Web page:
− π
σ2
)) (120)
Then if you restrict the magnitude of spatial frequency of the sinusoid carrier F0 to satisfy this equation:
F0 = √
−πσ2 (
− exp
g (x, y) = 2πσ2 exp (
−πσ2 (
− exp
) (125)
Additionally, you can use angular frequency (ν, ξ) instead of (u, v). Then,
g (x, y) = 2πσ2 exp (
−πσ2 (
(
)) (127)
In fact, angular frequency representation can be seen in many papers. So it may be useful to have the quite general Gabor function11 in that format:
g (x, y) = K exp (
−π (
2 ))
(
13 History
• The first version of this document, which was 14 page long, was written by Javier R. Movellan in 1996.
• On September 3 2002 we added the changes made by Kenta Kawamoto. These included a 7 page Appendix with sections on the Fourier transform of the Gabor function, and an altenative formula for the Gabor function.
• Fall 2005. Georgios Britzolakis reported a bug on equation 60.
• Summer 2008. Javier Movellan added 1-D temporal Gabor Section, and polished the Appendix.
References
Adelson, E. H. and Bergen, J. R. (1985). Spationtemporal energy models for the perception of motion. Journal of the optical society of america A, 2:284–299.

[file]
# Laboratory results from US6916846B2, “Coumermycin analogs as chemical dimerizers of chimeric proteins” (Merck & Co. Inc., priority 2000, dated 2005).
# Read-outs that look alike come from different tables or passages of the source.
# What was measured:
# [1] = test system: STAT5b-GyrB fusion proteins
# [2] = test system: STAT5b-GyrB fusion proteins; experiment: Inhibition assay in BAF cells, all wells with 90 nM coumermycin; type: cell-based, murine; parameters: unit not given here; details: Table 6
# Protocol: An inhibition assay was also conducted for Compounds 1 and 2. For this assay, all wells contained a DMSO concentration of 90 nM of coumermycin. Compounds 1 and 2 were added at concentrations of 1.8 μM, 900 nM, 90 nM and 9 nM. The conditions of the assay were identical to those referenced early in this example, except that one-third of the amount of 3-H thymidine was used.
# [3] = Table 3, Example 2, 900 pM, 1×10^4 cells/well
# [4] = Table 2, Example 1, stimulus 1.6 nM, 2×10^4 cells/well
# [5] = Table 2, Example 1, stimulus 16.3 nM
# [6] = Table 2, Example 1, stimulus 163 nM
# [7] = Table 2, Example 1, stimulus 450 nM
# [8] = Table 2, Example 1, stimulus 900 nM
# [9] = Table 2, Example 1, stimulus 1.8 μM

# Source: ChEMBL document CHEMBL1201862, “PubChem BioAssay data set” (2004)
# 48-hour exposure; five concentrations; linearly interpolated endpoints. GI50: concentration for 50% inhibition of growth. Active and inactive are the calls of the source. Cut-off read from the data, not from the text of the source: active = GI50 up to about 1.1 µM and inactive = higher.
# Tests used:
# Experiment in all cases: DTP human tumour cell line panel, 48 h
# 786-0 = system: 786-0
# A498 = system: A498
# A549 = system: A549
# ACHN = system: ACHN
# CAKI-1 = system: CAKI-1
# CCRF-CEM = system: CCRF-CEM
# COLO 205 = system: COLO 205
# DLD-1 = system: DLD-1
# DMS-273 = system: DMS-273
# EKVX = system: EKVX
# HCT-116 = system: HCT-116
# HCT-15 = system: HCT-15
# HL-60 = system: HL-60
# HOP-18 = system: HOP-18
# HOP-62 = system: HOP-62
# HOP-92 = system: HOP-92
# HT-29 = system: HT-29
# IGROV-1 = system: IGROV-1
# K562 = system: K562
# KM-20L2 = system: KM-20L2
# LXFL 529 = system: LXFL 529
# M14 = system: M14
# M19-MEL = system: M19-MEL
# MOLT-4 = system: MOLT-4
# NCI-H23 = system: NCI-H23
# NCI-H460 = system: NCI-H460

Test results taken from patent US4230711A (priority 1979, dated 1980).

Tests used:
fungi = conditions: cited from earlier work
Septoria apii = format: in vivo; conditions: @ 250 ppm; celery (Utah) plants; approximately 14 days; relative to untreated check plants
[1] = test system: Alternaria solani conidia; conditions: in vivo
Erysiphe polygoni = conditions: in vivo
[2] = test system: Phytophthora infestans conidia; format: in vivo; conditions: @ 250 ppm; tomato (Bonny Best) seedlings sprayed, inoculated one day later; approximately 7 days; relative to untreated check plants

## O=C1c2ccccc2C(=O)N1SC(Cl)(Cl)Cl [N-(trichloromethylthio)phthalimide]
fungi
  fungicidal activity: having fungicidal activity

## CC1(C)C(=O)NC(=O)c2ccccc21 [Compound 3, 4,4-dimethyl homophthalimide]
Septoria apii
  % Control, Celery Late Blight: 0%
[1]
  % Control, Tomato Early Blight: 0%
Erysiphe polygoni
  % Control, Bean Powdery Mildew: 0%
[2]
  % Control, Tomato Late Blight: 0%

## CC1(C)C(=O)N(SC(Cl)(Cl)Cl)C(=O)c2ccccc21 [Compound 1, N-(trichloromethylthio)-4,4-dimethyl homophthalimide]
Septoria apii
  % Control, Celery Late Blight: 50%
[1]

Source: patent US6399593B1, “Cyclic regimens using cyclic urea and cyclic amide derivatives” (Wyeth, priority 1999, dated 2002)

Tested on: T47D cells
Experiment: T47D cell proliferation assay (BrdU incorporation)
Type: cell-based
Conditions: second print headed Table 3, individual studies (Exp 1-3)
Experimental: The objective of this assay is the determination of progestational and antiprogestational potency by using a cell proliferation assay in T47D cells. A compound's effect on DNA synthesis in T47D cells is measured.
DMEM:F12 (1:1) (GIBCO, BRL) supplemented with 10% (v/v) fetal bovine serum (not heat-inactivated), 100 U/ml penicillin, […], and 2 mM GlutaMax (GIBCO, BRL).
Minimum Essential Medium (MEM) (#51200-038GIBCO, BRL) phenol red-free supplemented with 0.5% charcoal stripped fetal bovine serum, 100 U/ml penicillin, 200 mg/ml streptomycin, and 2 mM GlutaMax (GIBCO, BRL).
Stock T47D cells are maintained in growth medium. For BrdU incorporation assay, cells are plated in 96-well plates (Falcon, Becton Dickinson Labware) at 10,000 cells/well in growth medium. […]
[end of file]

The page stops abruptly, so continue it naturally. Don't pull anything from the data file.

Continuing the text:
De Valois, R. L., Albrecht, D. G., and Thorell, L. G. (1982a). Spatial frequency selectivity of cells in macaque visual cortex. Vision Research, 22:545–559.
De Valois, R. L., Yund, W., and Hepler, N. (1982b). The orientation and direction selectivity of cells in macaque visual cortex. Vision Research, 22:531–544.
Emerson, R. C., Bergen, J. R., and Adelson, E. H. (1992). Directionally selective complex cells and the computation of motion energy in cat visual cortex. Vision Research, 32(2):203–218.
Heeger, D. (1991). Nonlinear model of neural responses in cat visual cortex. In Landy, M. and Movshon, J., editors, Computational Models of Visual Processing, pages 119–133. MIT Press, Cambridge, MA.
Jones, J. P. and Palmer, L. (1987). An evaluation of the two-dimensional gabor filter model of simple receptive fields in cat striate cortex. Journal of Neurophysiology, 58:1233–1258.
Morrone, M. C., Burr, D. C., and Maffei, L. (1982). Functional significance of cross- orientation inhibition, part I. Neurophysiology. Proc. R. Soc. Lond. B, 216:335– 354.
Movshon, J. A., Thompson, I. D., and Tolhurst, D. J. (1987). Receptive field organization of complex cells in the cat’s striate cortex. Journal of Physiology (London), 283:53–77.